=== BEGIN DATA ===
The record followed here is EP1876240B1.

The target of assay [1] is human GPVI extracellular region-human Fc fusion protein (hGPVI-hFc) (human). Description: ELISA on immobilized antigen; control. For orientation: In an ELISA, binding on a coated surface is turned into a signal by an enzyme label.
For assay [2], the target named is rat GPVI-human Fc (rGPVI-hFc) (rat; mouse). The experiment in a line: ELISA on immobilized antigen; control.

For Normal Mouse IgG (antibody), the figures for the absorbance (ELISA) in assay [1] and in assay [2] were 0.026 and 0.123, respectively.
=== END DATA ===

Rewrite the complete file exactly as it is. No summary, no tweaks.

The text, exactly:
The record followed here is EP1876240B1.

The target of assay [1] is human GPVI extracellular region-human Fc fusion protein (hGPVI-hFc) (human). Description: ELISA on immobilized antigen; control. For orientation: In an ELISA, binding on a coated surface is turned into a signal by an enzyme label.
For assay [2], the target named is rat GPVI-human Fc (rGPVI-hFc) (rat; mouse). The experiment in a line: ELISA on immobilized antigen; control.

For Normal Mouse IgG (antibody), the figures for the absorbance (ELISA) in assay [1] and in assay [2] were 0.026 and 0.123, respectively.